National / International News
The park, built on piers left over from an obsolete, demolished bridge, would connect two disparate parts of the city in hopes of sparking new life and knitting two communities.
Infectious disease specialists say Ebola can't spread through the air, but many Americans remain deeply skeptical. The history of past outbreaks suggests airborne transmission isn't a threat.
Ebola training, staffing and protective gear are bargaining chips as nurses in California hammer out a new contract with Kaiser Permanente. Their requests mirror the concerns of nurses nationwide.
Now that unemployment has slipped below 6 percent, there's renewed interest in what the Federal Reserve's target for joblessness should be. Some economists worry that inflation will resurface.
Or, even Galapagos tortoises:
White spaces basically consist of the channels not being used by traditional TV, and, like the partnership between Google and the London Zoo illustrates, can be used to transmit other types of information.
What's interesting about white space waves is that they travel extremely far; the wi-fi in your office starts to slow down when you're too far from an internet router, but white space waves can travel 6 miles without suffering. It could be used to deliver Internet broadband on the open ocean, or for networks of sensors that can protect cities from natural disasters.
But, the future of white space depends on what the FCC and other regulators decide to do, and whether some of these tests, like the meerkat cameras, prove we can use white spaces without interfering with channels that are already being used.
When a company told one French feminist it was "sorry" she found its ad sexist, she decided to fight back. She's launched a website where users target sexist companies and people on social media.
John Carney with the Wall Street Journal and Linette Lopez from Business Insider join Kai to discuss the week in review.
The President has tapped White House veteran Ron Klain to be the nation’s Ebola Czar.
The appointment comes as fears of the virus spread with a poll this week showing nearly half Americans are either “very concerned” or “somewhat concerned” they will contract Ebola.
So how do companies deal with this? How do they keep workers safe and operations running smoothly? The first thing some businesses did this week was call Arun Sharma.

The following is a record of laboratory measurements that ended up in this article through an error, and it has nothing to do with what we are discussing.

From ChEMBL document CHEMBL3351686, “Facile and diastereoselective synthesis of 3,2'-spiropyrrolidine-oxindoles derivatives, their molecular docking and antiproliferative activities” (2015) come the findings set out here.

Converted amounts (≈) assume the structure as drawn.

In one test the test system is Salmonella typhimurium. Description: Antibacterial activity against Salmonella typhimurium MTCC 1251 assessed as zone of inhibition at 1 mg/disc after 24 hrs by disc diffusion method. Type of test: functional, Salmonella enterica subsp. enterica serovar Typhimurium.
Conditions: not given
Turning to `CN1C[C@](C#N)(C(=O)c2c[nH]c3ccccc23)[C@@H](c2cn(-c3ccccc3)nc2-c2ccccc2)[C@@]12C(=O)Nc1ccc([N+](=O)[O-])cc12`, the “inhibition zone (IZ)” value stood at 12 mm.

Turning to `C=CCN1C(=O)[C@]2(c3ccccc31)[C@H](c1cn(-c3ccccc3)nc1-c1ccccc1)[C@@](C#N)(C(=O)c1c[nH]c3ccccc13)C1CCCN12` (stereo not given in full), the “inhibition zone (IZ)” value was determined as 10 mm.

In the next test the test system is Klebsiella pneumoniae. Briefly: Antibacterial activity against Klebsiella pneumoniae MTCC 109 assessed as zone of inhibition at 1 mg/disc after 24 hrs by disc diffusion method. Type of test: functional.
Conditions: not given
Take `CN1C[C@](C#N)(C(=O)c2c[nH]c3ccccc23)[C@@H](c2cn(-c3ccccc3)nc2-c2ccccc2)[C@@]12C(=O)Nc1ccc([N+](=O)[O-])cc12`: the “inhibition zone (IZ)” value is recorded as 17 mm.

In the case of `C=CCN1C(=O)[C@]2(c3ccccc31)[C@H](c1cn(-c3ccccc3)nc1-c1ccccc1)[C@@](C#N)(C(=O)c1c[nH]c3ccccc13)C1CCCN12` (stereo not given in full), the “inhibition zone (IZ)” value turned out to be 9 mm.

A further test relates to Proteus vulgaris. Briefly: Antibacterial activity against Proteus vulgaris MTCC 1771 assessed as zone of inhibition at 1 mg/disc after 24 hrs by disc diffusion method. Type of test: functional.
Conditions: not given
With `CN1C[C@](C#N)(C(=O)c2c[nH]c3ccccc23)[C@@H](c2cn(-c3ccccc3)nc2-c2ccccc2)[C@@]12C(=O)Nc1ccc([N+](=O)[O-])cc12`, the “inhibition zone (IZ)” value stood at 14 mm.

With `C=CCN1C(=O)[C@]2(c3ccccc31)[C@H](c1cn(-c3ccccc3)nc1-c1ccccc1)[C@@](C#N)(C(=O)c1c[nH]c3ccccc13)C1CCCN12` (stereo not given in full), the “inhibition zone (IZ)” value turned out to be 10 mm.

“A lot of the questions we are getting is how do we control the fear and anxiety in the workplace,” he says.
Sharma works for Control Risks, an international firm that helps Fortune 500 companies around the globe manage risk. Especially for those clients with operations in Ebola hot spots, Sharma says the essential word is "communicate."
“If you have an operation that’s based in Africa and you want to give employees an opportunity to ask question, have a town hall meeting, bring a medical advisor in that can answer those medical related questions,” she says.
Certainly multinational corporations must start learning about Ebola and its risks, but at a time when flight attendants reportedly locked a passenger in a plane lavatory after she threw up; it's clear employers here in the U.S. have their work cut out for them too. That could mean executives dusting off a report already many have on their shelves.
Years ago, the CDC designed pandemic preparation guidelines. Dr. Robert Quigley, with the medical assistance company International SOS, says there’d be a lot less fear if companies routinely practiced using this tool they already have.
“And companies are definitely not doing that. And as a result they are all kind of caught now in a panic mode, and there’s some scrambling going on,” he says.
One way to cut down on the corporate chaos, Quigley says, is for companies to focus on their business and develop what he calls a continuity plan.
“They need to have trigger points that indicate when they need to pull people out of harm’s way, whether or not travel really needs to take place, and whether that’s going to negatively impact their bottom line,” he says.